The Asian Development Bank (ADB) will expand its climate financing goals by US$20 billion to a new target of US$100 billion over the period of 2019 to 2030, the multilateral bank’s chief said on Wednesday.
“The battle against climate change will be won or lost in Asia and the Pacific,” said Masatsugu Asakawa, president of ADB. “The climate crisis is worsening daily, prompting many to call for increased climate finance. We are taking action to meet this call by elevating our ambition to US$100 billion in cumulative climate finance from our own resources by 2030.”
But United Nations secretary-general Antonio Guterres reiterated that US$100 billion a year from public and private sources is the “bare minimum” that will be needed for climate mitigation and adaptation for the developing world.
“Much more will be needed and development banks have an essential role to play. We need you to spearhead the transition of energy systems from fossil fuels to renewables, while also ensuring universal access to energy. You must lead the way in supporting credible, just transition plans,” Guterres said in a recording posted in his Twitter account today.
The battle against climate change will be won or lost in Asia and the Pacific.
Masatsugu Asakawa, president, Asian Development Bank
In 2018, ADB committed to ensuring at least 75 per cent of its operations support climate action and its own climate finance resources reach at least US$80 billion by 2030. The development bank expects funding from its own resources in 2019 to 2021 to reach about US$17 billion.
Shortfall in the delivery of climate finance is one of the biggest challenges for parties at the 26th UN Climate Change Conference (COP26) happening in Glasgow next month.
Developed country governments made a pledge in 2009 for US$100 billion a year in climate finance by 2020, but have fallen well short of that target. Climate finance reached only US$80 billion in 2019 and observers say the US$100 billion goal is likely to be missed amid the economic damage wreaked by the pandemic.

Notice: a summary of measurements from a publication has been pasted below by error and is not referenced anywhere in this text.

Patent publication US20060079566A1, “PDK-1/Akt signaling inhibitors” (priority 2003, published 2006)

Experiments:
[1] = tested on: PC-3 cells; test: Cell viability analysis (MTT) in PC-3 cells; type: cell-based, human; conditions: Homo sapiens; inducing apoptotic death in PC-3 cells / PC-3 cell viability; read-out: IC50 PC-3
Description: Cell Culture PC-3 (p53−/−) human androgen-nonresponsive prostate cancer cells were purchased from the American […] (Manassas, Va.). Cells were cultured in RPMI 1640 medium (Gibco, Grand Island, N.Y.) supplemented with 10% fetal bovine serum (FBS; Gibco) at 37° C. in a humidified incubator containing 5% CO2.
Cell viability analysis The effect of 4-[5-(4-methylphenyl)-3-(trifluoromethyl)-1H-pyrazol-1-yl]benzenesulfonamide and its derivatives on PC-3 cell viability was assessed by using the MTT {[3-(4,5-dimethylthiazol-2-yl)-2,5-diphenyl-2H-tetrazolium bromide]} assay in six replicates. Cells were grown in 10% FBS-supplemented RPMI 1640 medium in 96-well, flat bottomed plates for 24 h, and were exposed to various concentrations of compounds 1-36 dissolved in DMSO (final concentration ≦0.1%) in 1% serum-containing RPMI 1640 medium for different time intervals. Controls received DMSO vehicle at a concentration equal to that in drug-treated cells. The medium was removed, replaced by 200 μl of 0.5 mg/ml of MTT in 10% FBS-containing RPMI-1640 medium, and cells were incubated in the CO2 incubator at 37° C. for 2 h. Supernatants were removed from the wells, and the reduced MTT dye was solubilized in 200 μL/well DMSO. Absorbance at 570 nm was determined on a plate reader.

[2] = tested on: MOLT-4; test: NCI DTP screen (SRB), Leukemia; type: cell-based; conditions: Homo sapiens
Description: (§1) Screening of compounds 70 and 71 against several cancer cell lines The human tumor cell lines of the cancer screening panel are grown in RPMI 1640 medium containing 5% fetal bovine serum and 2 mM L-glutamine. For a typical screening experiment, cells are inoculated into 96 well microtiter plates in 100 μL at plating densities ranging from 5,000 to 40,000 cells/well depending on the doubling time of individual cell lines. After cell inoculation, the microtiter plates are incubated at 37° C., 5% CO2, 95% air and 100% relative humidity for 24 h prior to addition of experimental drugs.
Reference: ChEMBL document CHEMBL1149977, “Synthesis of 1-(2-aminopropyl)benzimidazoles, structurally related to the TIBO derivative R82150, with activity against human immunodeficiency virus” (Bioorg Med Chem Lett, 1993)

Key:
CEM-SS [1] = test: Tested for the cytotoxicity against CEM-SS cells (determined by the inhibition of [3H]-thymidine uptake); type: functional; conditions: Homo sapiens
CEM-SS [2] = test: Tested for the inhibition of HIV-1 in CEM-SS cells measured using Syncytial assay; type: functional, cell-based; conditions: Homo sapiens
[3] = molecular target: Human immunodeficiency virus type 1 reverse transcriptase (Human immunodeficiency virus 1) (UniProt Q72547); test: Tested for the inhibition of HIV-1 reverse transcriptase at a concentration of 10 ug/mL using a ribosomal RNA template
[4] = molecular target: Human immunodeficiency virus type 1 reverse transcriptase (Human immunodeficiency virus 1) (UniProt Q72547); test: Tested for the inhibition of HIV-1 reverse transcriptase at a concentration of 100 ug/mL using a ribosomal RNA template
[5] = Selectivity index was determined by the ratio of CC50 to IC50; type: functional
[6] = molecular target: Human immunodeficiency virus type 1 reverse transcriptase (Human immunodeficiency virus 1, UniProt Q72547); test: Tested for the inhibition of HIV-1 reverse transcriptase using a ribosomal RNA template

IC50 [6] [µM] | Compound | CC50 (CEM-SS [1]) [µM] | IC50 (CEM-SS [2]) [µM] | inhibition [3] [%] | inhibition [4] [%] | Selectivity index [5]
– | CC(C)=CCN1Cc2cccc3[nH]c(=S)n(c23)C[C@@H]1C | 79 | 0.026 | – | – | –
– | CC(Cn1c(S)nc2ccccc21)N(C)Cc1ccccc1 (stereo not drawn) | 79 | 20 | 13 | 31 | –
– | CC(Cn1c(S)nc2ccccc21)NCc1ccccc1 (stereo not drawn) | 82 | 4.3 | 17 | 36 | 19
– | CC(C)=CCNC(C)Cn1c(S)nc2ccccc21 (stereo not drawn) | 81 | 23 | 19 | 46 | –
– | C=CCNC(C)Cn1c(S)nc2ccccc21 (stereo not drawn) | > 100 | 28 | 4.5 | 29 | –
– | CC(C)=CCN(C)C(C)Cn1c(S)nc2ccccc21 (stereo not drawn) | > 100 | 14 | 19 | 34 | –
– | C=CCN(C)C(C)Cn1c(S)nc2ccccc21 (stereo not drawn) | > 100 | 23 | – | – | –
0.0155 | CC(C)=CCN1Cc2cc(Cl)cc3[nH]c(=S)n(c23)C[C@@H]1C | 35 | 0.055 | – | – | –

ADB’s boost in climate funding will be “cancelled out” by gas financing
The ADB’s commitment to elevate climate finance will be futile if it continues to bankroll gas projects in Asia, said Lidy Nacpil, coordinator of the Asian Peoples’ Movement on Debt and Development, a regional alliance of peoples’ movements, community organisations, coalitions, and non-government organisations.
ADB’s new draft energy policy issued in May ruled out coal but provided scant detail about its funding plans for gas.
“Whatever good this pledge for increased climate finance seeks to achieve will be cancelled out by ADB’s continued financing of fossil fuels in Global South countries that bear the brunt of the climate crisis,” said Nacpil.
A study by Big Shift Global, a campaign backed by several dozen civil society groups from around the world, found that the world’s nine major multilateral development banks channeled over US$3 billion into fossil fuels last year, with gas receiving more than three quarters of this support.
While the ADB cut its funding for oil and gas in 2020, its technical assistance grants continue to back gas ventures around Asia, according to the study. From 2018 to 2020, the bank directed nearly US$1.5 billion into oil and gas, enabling gas-fired power development in Bangladesh as well as pipelines in India and Pakistan. It was also involved in planning a liquified natural gas (LNG) terminal and power stations in Sri Lanka.
The World Bank Group, which also funds major energy projects across the continent, spent by far the most on fossil fuels, with US$5.7 billion invested between 2018 and 2020.
Asia represents 60 per cent of global gas demand growth over the next three decades, with the largest increase expected in emerging markets across South and Southeast Asia.
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